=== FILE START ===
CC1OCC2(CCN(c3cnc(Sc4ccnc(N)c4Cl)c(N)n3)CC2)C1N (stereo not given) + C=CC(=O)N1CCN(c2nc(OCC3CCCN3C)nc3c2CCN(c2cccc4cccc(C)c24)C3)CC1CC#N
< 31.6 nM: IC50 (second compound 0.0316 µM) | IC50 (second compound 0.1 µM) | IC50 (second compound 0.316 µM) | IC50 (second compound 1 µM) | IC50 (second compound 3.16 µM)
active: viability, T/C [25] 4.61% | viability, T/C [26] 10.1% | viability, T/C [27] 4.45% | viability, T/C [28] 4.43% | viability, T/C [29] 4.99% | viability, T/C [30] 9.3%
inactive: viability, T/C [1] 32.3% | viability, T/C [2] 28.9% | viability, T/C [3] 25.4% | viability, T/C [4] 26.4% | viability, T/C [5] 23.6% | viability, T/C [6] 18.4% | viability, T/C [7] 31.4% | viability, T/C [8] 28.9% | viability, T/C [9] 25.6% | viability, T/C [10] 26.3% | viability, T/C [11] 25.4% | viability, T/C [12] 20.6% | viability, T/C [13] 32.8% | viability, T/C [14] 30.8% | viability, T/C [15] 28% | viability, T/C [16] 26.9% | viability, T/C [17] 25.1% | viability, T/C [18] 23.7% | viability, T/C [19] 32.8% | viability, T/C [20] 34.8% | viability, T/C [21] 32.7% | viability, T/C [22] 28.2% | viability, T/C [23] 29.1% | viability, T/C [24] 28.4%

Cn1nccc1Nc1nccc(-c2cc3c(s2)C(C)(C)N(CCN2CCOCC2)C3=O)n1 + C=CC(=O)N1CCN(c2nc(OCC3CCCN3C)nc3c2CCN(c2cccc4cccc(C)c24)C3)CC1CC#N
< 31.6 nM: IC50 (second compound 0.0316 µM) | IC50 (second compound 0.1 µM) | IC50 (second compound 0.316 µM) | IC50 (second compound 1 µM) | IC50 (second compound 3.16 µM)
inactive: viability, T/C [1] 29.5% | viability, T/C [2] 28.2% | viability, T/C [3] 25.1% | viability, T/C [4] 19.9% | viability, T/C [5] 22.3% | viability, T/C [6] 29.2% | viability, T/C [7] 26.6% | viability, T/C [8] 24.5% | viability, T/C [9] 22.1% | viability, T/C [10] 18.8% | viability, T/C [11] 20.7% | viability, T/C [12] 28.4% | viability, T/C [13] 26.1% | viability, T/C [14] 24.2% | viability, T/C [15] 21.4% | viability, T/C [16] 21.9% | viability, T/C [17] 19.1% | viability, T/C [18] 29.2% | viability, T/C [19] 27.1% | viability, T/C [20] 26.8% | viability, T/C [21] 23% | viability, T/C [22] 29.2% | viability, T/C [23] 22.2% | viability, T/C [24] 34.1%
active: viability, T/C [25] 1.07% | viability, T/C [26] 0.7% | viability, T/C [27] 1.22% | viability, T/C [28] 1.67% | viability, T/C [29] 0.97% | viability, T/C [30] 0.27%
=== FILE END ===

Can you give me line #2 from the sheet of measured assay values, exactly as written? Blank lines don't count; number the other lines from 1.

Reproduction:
< 31.6 nM: IC50 (second compound 0.0316 µM) | IC50 (second compound 0.1 µM) | IC50 (second compound 0.316 µM) | IC50 (second compound 1 µM) | IC50 (second compound 3.16 µM)